In the case of a closed set including everything (all existence), having perfect and complete knowledge would mean you are omniscient, an attribute of God, and so, having perfect and complete knowledge disproves Atheism because you would be that which Atheism denies. Proving the non-existence of something is the case of Atheism, it says God does not exist. As you (nearly correctly) point out, that is impossible.
This is the premise of god of the gaps, aka argument from ignorance.


It is not a requirement of the hypothesis of the existence of God, that there must be gaps in our knowledge. That gaps in our knowledge exist, are entirely immaterial to the hypothesis. God may exist if we know everything or God may exist if we know little.

The "god of the gaps" is entirely an artifact of Agnosticism (and Ignosticism, as I would define the term) - the argument from ignorance.

edit on 30/9/2016 by chr0naut because: (no reason given)



posted on Sep, 30 2016 @ 07:17 PM
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reply to post by: chr0naut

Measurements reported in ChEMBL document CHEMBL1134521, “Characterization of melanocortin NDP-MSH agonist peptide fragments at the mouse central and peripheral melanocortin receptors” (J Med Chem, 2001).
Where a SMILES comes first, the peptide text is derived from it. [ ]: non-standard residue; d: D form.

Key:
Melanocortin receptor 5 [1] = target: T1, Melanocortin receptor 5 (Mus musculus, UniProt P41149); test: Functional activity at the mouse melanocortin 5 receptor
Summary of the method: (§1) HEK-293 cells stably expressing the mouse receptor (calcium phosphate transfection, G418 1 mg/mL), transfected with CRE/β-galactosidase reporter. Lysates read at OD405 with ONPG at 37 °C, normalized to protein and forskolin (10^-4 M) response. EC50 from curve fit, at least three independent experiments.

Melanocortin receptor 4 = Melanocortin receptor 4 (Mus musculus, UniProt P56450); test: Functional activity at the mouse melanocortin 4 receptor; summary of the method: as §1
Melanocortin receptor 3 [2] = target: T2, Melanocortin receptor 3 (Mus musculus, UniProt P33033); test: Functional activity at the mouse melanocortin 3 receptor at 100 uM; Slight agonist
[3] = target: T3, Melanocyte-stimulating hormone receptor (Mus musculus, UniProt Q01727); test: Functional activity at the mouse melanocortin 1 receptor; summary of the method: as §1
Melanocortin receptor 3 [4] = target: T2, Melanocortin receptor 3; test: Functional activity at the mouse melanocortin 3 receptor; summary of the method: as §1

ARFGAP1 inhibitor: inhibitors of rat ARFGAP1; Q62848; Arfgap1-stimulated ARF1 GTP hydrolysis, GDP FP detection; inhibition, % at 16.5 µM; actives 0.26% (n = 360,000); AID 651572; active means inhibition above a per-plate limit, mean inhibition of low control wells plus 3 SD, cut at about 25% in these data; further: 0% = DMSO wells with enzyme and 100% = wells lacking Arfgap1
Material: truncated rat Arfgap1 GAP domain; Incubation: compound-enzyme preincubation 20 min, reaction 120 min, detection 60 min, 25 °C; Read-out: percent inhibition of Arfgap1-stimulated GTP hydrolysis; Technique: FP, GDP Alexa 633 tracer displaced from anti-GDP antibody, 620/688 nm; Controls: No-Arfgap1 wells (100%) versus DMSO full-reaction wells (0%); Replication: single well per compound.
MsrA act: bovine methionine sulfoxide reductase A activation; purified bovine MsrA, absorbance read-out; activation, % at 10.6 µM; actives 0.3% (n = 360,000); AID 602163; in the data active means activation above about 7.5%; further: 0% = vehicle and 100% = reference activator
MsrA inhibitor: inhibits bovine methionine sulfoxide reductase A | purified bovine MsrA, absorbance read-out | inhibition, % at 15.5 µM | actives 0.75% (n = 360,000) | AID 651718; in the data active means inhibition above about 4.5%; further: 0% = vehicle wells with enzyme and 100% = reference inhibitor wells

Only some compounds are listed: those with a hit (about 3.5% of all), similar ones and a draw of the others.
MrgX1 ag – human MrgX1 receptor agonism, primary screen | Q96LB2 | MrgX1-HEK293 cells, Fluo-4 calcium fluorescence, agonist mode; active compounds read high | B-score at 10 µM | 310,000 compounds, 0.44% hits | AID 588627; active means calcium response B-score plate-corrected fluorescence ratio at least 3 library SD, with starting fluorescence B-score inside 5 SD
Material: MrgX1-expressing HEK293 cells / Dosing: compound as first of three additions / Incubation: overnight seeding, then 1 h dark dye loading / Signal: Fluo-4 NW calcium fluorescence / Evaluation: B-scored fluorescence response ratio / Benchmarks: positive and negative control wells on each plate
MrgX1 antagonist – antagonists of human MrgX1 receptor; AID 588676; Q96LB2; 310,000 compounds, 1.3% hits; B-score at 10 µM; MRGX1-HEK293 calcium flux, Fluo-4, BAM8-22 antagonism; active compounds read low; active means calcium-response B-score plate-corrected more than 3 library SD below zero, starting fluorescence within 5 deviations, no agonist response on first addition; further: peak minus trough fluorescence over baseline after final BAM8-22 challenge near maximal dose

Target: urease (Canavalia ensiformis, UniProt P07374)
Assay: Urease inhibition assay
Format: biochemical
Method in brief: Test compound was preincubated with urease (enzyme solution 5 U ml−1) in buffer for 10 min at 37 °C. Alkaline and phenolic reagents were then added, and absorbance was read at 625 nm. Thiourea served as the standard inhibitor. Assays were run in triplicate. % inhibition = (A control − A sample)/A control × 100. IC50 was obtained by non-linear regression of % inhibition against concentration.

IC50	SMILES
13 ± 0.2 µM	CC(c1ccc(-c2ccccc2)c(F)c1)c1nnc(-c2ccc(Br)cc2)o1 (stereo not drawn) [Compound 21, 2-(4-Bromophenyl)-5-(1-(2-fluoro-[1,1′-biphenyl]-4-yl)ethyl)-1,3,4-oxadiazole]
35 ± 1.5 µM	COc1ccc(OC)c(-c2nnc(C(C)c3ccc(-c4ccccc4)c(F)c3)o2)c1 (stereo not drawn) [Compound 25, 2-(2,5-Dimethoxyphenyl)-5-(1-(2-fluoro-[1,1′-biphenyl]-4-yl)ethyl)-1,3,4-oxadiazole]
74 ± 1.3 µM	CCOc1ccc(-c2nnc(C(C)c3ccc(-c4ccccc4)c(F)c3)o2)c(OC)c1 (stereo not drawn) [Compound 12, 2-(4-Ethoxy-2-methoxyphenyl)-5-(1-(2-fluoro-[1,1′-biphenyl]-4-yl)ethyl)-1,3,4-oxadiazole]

Again, atheism isn't a belief system, no need to capitalize the word, and it does not assert existence, it denies the claim of god. Theism does assert existence of god, therefor burden of proof is on them. This is a major obstacle blocking your argument and you can't just keep dancing around that. Why would the rejection of a baseless claim require evidence? You surely reject Zeus, right? Or do you feel that disbelieving in Zeus is just as logical as believing?


And the hypothesis that there is a God has consequence and is highly predictive. It implies a conscious purpose to all things. A discoverable order to the universe. A reason 'why' for science's exploration of 'how'. It also implies personal moral consequences under a strong system of ethics.


I know what it implies (although personal morals are a grey area, god could exist without caring about how humans behave, humans just work better together in unison, so a moral system makes sense, with or without god). The problem is that you cannot test any of the predictions and every prediction you guys make is in hindsight.